Android Police

Articles Tagged:

in-app purchases

11

[Updated] Paper Camera Moves Up to Version 3, Brings Front-Facing Camera Support, Social Integration And More

Everyone's favorite novelty camera app that hasn't been bought for a billion dollars, Paper Camera, saw an update to version 3 today. Among the new features, the app has added support for the front-facing camera, the ability to share to a variety of sites, including Facebook, Twitter, and YouTube. The app also allows users to buy extra controls via an in-app purchase that add even more customization controls to the already impressive filters.

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13

[Updated] Hands-On Video: This Official Avengers Live Wallpaper Will Only Distract You For A Minute From The Avengers' Imminent Launch

To our friends overseas: no spoilers! Depending on where you live in the world, you're either coming down from an Avengers high, or eagerly anticipating the end of your four-year wait for this movie. Either way, you could probably use a little more of Marvel's most famous superheroes of late in your life. So, here. Have an official live wallpaper.

The live wallpaper costs $0.99. We say this because, although you can download it for free here, the wallpaper requires an in-app purchase of 99 cents to unlock the heroes.

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2

Amazon Releases Appstore SDK And In-App Purchasing API

In a step to make the Appstore an even more viable alternative to Google's Play Store, Amazon is now rolling out a new feature for developers to make more money: in-app payments.

https://youtu.be/1hsbY85Dt3Q

The Play Store has had an in-app purchasing system for a while now, which allows developers to make some extra money off of their apps with things like in-game currency, subscriptions, upgrades, etc. Up to this point, developers haven't had a way to offer the same features (or capitalize on them) with the Amazon Appstore.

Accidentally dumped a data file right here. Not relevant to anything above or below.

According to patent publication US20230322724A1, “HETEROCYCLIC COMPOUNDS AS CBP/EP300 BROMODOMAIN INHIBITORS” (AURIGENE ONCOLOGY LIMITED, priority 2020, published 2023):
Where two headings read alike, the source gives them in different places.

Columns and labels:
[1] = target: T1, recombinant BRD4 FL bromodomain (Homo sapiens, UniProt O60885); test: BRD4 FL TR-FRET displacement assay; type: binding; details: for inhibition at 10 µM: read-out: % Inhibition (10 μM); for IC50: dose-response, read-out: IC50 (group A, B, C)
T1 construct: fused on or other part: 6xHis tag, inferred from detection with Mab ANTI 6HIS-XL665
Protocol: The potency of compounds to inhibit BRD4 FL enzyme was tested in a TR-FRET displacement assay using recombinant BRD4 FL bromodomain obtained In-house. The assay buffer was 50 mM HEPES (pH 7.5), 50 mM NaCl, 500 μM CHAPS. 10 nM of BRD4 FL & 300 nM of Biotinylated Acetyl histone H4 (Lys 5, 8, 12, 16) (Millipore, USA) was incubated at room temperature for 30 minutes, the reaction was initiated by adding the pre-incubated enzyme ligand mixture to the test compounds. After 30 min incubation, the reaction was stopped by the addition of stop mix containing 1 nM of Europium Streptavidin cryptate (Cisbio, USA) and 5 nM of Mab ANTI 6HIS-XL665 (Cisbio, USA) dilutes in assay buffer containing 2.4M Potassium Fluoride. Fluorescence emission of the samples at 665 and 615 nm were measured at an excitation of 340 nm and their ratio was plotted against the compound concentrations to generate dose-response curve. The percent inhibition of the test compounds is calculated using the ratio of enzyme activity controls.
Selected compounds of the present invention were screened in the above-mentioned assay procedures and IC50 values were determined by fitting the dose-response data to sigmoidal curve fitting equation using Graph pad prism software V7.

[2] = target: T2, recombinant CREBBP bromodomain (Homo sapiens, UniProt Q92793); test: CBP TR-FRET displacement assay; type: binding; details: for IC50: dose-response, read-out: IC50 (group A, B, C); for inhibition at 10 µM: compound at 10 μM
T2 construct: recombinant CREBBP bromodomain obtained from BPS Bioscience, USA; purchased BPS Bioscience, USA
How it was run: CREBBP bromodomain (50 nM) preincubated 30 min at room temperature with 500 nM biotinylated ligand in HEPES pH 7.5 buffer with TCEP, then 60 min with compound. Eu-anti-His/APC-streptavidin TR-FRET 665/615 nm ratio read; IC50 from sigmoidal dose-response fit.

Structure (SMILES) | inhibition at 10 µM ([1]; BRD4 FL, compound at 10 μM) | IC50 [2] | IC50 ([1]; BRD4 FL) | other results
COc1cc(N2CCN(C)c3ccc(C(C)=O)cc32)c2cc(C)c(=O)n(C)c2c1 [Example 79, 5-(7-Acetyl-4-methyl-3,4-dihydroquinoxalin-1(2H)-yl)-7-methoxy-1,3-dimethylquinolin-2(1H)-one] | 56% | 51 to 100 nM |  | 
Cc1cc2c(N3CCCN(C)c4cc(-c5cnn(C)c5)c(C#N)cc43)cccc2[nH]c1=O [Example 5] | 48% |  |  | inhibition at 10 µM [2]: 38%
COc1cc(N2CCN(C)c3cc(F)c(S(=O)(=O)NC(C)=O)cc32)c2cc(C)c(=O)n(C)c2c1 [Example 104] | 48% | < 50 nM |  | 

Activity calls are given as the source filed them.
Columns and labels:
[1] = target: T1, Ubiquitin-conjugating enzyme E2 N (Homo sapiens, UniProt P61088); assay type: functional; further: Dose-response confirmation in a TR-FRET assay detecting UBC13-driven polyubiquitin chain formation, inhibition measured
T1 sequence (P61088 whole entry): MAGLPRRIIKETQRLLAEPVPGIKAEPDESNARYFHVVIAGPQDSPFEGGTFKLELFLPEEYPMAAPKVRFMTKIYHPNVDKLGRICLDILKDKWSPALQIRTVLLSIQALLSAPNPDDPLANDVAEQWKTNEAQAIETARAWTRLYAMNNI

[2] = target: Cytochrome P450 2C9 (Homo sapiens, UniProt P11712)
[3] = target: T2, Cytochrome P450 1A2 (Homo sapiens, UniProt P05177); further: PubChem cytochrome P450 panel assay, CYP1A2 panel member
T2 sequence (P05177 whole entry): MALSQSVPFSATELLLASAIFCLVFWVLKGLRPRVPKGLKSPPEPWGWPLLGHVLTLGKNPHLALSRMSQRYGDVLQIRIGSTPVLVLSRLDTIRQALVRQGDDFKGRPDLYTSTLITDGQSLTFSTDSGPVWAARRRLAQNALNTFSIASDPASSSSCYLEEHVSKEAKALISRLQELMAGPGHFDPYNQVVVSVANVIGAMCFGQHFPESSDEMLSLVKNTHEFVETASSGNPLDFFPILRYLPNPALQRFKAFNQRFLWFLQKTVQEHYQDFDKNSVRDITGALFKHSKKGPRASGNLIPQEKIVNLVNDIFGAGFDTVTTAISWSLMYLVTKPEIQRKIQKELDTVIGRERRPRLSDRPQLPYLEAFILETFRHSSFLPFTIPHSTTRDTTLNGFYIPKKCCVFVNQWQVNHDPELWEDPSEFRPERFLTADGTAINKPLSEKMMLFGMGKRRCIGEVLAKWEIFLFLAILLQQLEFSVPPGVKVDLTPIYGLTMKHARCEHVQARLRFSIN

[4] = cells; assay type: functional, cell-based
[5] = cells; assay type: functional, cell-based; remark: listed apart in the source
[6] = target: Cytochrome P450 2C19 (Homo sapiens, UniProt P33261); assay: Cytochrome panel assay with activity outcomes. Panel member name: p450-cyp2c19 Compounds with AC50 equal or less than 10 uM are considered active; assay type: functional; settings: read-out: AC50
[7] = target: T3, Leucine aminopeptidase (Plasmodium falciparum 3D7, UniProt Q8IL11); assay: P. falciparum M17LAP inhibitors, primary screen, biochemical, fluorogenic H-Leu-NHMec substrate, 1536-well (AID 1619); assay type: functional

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37

[Updated] Editorial: Full Disclosure - Should Developers Be Required To Disclose That Apps Are Ad-Supported?

Update: Looks like MachineWorks listened -- Duke Nukem 3D is now ad-free.

Earlier today, a somewhat anticipated game went live in the Android Market - Duke Nukem 3D. We covered the release and the news that it was on the way. But reviews of the app on the Market are painting a picture of a less than satisfied customer base, because of a couple key pieces of information that Machineworks Northwest left out of the app description.

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15

Lodsys Patent Trolling Continues - What Should Android Developers Do, Google?

Update: Cory Trese's infringement notice was apparently sent to him by mistake - whatever that means. He received a call from Lodsys stating they'd like all the materials they sent returned. What's happened? Who knows, but as someone in our team chat room sarcastically stated - maybe they forgot a zero somewhere.

kk

We received this tweet from Cory Trese yesterday, developer of a game called Star Traders 2, in regard to a settlement offer he received from Lodsys LLC (a patent troll shell corporation):

startraders

This isn't a friendly letter.

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1

AppBrain Helps Users Find Apps That Utilize In-App Billing, Bests The Android Market Once Again